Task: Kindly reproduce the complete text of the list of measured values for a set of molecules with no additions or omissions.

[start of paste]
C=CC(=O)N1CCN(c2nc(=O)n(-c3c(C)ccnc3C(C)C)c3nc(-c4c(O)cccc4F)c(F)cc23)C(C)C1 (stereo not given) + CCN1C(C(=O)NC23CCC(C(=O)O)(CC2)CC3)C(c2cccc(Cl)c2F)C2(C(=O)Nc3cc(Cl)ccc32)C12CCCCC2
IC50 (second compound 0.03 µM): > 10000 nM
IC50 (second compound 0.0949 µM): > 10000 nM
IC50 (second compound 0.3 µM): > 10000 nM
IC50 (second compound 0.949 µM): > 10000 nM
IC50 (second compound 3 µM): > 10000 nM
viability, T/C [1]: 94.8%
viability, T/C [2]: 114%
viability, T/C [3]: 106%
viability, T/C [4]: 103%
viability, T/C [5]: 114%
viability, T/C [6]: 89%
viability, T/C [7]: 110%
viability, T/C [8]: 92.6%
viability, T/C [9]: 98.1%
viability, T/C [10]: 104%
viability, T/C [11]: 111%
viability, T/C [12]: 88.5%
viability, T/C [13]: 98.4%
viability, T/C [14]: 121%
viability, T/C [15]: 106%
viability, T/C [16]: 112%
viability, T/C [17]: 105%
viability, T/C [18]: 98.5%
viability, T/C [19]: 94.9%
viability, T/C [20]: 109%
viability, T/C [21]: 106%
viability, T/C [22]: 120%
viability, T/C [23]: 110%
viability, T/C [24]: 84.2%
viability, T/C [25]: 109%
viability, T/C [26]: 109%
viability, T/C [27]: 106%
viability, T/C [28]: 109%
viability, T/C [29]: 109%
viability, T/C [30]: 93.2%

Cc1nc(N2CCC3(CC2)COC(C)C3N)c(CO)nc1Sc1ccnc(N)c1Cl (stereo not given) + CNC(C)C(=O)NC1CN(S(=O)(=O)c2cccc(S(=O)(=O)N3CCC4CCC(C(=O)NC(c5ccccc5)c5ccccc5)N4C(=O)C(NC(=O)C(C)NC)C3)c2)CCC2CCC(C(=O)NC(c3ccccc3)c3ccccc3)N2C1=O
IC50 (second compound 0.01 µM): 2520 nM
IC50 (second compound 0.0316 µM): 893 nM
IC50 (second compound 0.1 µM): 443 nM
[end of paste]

C=CC(=O)N1CCN(c2nc(=O)n(-c3c(C)ccnc3C(C)C)c3nc(-c4c(O)cccc4F)c(F)cc23)C(C)C1 (stereo not given) + CCN1C(C(=O)NC23CCC(C(=O)O)(CC2)CC3)C(c2cccc(Cl)c2F)C2(C(=O)Nc3cc(Cl)ccc32)C12CCCCC2
IC50 (second compound 0.03 µM): > 10000 nM
IC50 (second compound 0.0949 µM): > 10000 nM
IC50 (second compound 0.3 µM): > 10000 nM
IC50 (second compound 0.949 µM): > 10000 nM
IC50 (second compound 3 µM): > 10000 nM
viability, T/C [1]: 94.8%
viability, T/C [2]: 114%
viability, T/C [3]: 106%
viability, T/C [4]: 103%
viability, T/C [5]: 114%
viability, T/C [6]: 89%
viability, T/C [7]: 110%
viability, T/C [8]: 92.6%
viability, T/C [9]: 98.1%
viability, T/C [10]: 104%
viability, T/C [11]: 111%
viability, T/C [12]: 88.5%
viability, T/C [13]: 98.4%
viability, T/C [14]: 121%
viability, T/C [15]: 106%
viability, T/C [16]: 112%
viability, T/C [17]: 105%
viability, T/C [18]: 98.5%
viability, T/C [19]: 94.9%
viability, T/C [20]: 109%
viability, T/C [21]: 106%
viability, T/C [22]: 120%
viability, T/C [23]: 110%
viability, T/C [24]: 84.2%
viability, T/C [25]: 109%
viability, T/C [26]: 109%
viability, T/C [27]: 106%
viability, T/C [28]: 109%
viability, T/C [29]: 109%
viability, T/C [30]: 93.2%

Cc1nc(N2CCC3(CC2)COC(C)C3N)c(CO)nc1Sc1ccnc(N)c1Cl (stereo not given) + CNC(C)C(=O)NC1CN(S(=O)(=O)c2cccc(S(=O)(=O)N3CCC4CCC(C(=O)NC(c5ccccc5)c5ccccc5)N4C(=O)C(NC(=O)C(C)NC)C3)c2)CCC2CCC(C(=O)NC(c3ccccc3)c3ccccc3)N2C1=O
IC50 (second compound 0.01 µM): 2520 nM
IC50 (second compound 0.0316 µM): 893 nM
IC50 (second compound 0.1 µM): 443 nM